Exploring the History of the Barbary Coast in San Francisco
San Francisco’s Barbary Coast, a notorious red-light district, holds a captivating history that spans from the Gold Rush to the early 20th century. In this article, we’ll delve into the fascinating tale of the Barbary Coast, including its birth during the California Gold Rush, its tumultuous early years, and its transformation before and after the devastating 1906 earthquake. We’ll also explore the demise of this once-thriving district and its impact on San Francisco’s cultural landscape. So, grab a cup of coffee and join us on a journey through time as we uncover the secrets of the Barbary Coast.
The Birth of the Barbary Coast
- The Barbary Coast emerged during the California Gold Rush of 1849.
- San Francisco’s population exploded from a few hundred to over 25,000 in just two years.
- Lawlessness, gambling, and prostitution were rampant during the early decades of the Barbary Coast.
- The district attracted miners, sailors, and adventurers in search of entertainment.
- San Francisco was a “wide-open” city, with little police control over activities like gambling, drinking, and prostitution.
- Criminal gangs, such as The Hounds and the Sydney Ducks, added to the chaos.
- Vigilante justice and frequent uprisings characterized this era.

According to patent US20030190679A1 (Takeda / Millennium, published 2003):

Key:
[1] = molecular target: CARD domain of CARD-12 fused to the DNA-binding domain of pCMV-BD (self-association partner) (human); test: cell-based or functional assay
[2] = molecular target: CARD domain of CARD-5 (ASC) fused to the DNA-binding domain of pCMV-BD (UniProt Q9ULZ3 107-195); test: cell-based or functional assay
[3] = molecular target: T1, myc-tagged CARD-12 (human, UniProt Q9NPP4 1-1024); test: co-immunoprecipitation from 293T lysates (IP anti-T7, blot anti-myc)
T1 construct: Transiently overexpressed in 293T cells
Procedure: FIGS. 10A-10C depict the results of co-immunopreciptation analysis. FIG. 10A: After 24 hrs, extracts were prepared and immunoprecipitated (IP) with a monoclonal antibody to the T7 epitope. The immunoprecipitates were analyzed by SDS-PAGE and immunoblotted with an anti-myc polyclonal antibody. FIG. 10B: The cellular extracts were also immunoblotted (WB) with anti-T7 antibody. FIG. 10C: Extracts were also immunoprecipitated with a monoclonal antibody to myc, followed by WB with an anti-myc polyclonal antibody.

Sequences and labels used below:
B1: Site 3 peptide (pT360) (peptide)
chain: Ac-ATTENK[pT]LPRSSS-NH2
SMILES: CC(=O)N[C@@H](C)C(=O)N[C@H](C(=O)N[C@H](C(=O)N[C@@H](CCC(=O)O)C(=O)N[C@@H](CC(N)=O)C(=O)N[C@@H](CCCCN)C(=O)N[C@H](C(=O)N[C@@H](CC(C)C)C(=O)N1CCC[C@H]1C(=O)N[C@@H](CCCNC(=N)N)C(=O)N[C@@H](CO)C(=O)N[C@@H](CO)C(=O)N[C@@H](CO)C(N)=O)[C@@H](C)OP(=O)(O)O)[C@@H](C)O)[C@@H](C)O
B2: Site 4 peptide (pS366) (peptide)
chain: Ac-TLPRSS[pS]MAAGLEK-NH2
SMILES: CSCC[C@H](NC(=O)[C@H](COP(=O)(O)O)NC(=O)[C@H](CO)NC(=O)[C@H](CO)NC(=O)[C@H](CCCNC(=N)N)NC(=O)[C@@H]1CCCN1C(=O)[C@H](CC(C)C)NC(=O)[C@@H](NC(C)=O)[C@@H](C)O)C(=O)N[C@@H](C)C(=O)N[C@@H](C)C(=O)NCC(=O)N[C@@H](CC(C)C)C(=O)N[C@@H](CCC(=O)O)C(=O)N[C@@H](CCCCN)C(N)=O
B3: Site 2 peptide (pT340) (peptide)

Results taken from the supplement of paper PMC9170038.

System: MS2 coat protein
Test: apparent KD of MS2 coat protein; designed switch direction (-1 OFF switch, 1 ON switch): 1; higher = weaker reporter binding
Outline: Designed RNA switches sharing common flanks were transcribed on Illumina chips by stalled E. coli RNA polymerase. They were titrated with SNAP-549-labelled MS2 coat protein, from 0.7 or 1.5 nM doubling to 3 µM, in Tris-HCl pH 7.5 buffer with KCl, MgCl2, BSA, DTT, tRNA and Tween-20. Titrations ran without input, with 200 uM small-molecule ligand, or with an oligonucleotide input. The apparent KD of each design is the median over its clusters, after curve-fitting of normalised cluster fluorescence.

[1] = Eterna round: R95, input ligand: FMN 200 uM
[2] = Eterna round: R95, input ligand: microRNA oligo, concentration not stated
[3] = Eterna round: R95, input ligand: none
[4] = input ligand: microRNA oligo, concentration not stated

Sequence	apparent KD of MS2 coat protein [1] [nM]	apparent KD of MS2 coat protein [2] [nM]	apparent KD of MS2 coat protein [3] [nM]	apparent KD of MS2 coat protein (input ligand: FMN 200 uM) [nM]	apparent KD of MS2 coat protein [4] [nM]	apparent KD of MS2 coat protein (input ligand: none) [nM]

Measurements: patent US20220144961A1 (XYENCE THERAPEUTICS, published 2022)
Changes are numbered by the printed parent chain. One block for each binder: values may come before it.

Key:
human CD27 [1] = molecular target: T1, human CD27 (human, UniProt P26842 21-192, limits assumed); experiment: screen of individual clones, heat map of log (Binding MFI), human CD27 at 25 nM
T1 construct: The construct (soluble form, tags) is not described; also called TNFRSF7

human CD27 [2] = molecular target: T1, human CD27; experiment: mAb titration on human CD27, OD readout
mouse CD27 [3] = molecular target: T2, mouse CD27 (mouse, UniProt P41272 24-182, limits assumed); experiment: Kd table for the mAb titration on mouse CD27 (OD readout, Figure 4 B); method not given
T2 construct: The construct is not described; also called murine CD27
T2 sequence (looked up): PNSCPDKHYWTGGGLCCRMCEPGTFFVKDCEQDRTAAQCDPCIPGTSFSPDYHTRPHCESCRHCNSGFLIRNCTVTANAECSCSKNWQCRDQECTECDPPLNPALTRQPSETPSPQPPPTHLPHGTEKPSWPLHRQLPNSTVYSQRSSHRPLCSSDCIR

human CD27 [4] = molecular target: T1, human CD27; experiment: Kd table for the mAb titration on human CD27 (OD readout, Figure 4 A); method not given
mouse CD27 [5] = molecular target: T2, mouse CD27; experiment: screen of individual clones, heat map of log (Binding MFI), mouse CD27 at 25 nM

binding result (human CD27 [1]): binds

The Evolution of the Barbary Coast
- In the latter half of the 19th century, San Francisco saw administrative graft and persistent lawlessness.
- Vigilante justice temporarily restored order but couldn’t last.
- The district earned its name, inspired by the Barbary Coast of North Africa, known for piracy and predatory dives.
- The Barbary Coast continued to attract a diverse clientele, thriving on its reputation for debauchery.
Before the 1906 Earthquake
- Despite commercial growth, lawlessness persisted.
- Drinking establishments, dance halls, and concert saloons dominated Pacific Street.
- The “pretty waiter girls” were a major attraction, often exploiting customers.
- Prostitution, drugs, and shanghaiing (kidnapping sailors) were common.
After the 1906 Earthquake
- The earthquake and fire of 1906 destroyed most buildings on Pacific Street.
- Civic boosters saw an opportunity to gentrify the Barbary Coast and invested in reconstruction.
- Pacific Street was rebuilt with dance halls and bars but was tamer than before.
- Prostitution persisted until Mayor James Rolph’s crackdown in 1917.
Demise of the Barbary Coast
- A shift in political policy led to reforms in 1911.
- The police commission imposed restrictions, prohibiting dancing and women in saloons.
- Some businesses closed or transformed into straight saloons.
- The Red Light Abatement Act of 1917 closed brothels, and the excitement of Terrific Street faded.
Legacy in Popular Culture
- The Barbary Coast’s colorful history has inspired numerous films, including “The Penalty,” “Barbary Coast,” and “San Francisco.”
- It has also appeared in television series like “Barbary Coast” and “Warrior.”
- The district’s impact on entertainment, dance, and music during its heyday left a lasting legacy.
The Barbary Coast, with its wild and lawless past, remains an intriguing part of San Francisco’s history. As you explore this vibrant city today, you can still find remnants of its colorful past in the streets, buildings, and stories that continue to captivate both locals and visitors.